Well satisfied with the effect she had produced, Allison folded up the veil, carefully removed the wig, and washed the powder from her face, while Kitty and Katie rummaged in the drawers for some old, long-sleeved gingham aprons that had been discarded long ago. They had decided to go as rag dolls, as that would be the most complete disguise they could think of. Even their hair would be covered, and they would not need to speak.

"It will be terribly hot with all that cotton stuffed about our heads and necks," said Katie. "But we'll look so funny. And we must hold ourselves limp and lean up against things or flop over, just as real rag dolls do."

"Here are the aprons," cried Kitty, at last. "See? They'll fit up close around the neck and hide the place where the muslin that covers our head is tied on."

"I'll paint the faces on you the last thing before we start," said Allison.

"Mercy me! Allison!" exclaimed Katie. "We can't walk down past the depot and the store rigged up that way, even if it is dark. Somebody might think we were escaped freaks, and chase us. We ought to wait till we get to the seminary before we dress."

"No, there won't be time then, and everybody will know it's only a Hallowe'en frolic. If Kitty wears her golf-cape and you wear mine, and pull the hoods away over your faces, nobody will notice. I'll not dress till afterward, for I'm not going to appear till the middle of the evening. I'm not going to go up to the gymnasium at all, but just glide around on the outskirts and lay a cold finger on some one now and then. I'll get a lump of ice out of the cooler if I can manage to slip into the dining-room. Now if you'll bring me the scissors I'll cut the muslin and fit it over your heads."
Mrs. Walton, sorry that her absence would deprive the girls of their anticipated Hallowe'en party, compensated for their disappointment as far as possible by ordering an unusually delicious little supper for them and their guest.

"Isn't it too tantalizing!" exclaimed Kitty, when Barbry had left the room for some hot biscuits. "Here's everything I like best, and I'm in such a hurry and so excited that I can hardly choke down a mouthful."

"Don't talk, then," commanded Allison. "Just eat!"

The meal proceeded in silence for a few moments, but the silence itself grew funny as they thought of the ludicrous figures they would soon present, and they began to giggle.

The giggles grew into shrieks of laughter a little later, when they had gone up-stairs, and the two rag dolls, all stuffed, painted, and dressed, leaned limply against the wall and leered at each other. Even their hands looked comical, covered in white woollen gloves, each finger held stiffly out from the other. After one glance Allison rolled on the bed, holding her sides, laughing and gasping in turn.

"Oh, dear! Oh, dear!" she exclaimed, finally, sitting up and wiping her eyes and then going off into afresh paroxysm of laughter as she looked at them again. "I never saw anything so funny in my life. The girls will simply shriek when they see you ."

Norah and Barbry, sitting over their own supper, heard the laughing far down in the kitchen. They looked at each other and smiled, and then, as the contagious sound continued, laughed themselves. The merriment was irresistible. But a little later, busy with their preparations for their coming friends, they did not notice that the house grew strangely still, and that not another sound came from the rooms above all that evening.

Kitty's room adjoined Allison's. Bolting the door which opened into her mother's, on the inside, she passed through Allison's with Katie, and out into the hall. Then Allison locked her door on the outside and hid the key under the hall rug. Creeping down the stairs, they stole out at the side door, locked it after them, and hid the key inside a large flower-pot on the porch.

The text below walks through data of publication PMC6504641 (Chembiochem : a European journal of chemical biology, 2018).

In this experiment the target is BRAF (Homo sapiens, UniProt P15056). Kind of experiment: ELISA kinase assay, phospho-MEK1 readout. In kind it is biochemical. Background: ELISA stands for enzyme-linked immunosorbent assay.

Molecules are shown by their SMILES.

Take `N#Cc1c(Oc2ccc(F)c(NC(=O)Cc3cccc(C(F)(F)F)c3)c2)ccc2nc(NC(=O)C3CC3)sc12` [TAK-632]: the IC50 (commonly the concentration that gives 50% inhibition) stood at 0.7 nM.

"That's safer than carrying it," said Allison. "We'd be sure to lose it, and then we would be in a pretty pickle."

The moon, overcast by shifting clouds, was just beginning to throw a faint, ghostly glimmer over the Valley as the girls hurried out.

"Let's go back way until we are past grandmother's gate," said Kitty. Edgewood, Mrs. MacIntyre's place, was just across from The Beeches, and some one was strolling up the avenue toward it. "Uncle Harry," whispered Allison, crouching down in the shadow of a tree until he had gone in.

Rustling along in the dry leaves, they passed the rear of the cottage next door, the manse, and the little stone church. That brought them out into the wide, open space below the ridge, where the lights gleamed from every window in the Soldiers' Home. The girls drew their hoods closer over their faces as they hurried across the churchyard, out through the iron gate into the road. 

"It makes me think of the night we had a Hallowe'en party at the haunted house of Hartwell Hollow," said Katie, looking up at the bare branches overhead, which were beginning to toss in the rising wind. Then she clapped a white-gloved hand over her rag mouth to choke back a giggle. Kitty had begun holding her arms in the aimless fashion peculiar to rag dolls, and was walking along as if she had no bones.

"For goodness' sake, behave yourself," begged Allison. "Don't get us to laughing out here on the road!"

Kitty straightened up as they passed the deserted post-office, and they quickened their pace until they were safely beyond the store and the depot. A moment later they had passed through the woodland gate of Clovercroft, raced along the path below the ice-house, and were squeezing through the gap in the picket fence to the seminary grounds.

"They must be almost through supper," whispered Katie, peeping in at one of the dining-morn windows, over which the blind had not been entirely drawn. "With all that laughing and talking they'll never hear us go up the stairs. We can make as much noise as we please"

A dim light burned in the upper ball, but no lamp was lighted in Betty and Lloyd's room.

"Let's not make any," suggested Allison.  "They'll think we haven't come. Let's hide and see what they do when they suddenly discover us." As she spoke there was a sound of many feet in the lower hall, then on the stairs, and an unusual buzz of voices. The girls were scattering to their rooms to dress for the masquerade.

"Hurry!" gasped Allison, stooping down behind a tall rocking-chair. Kitty rolled under one bed and Katie under the other, and there they lay waiting, trying to stifle the giggles which nearly choked them.

< Chapter 5  Chapter 7 >

The Little Colonel At Boarding-School - Table of Contents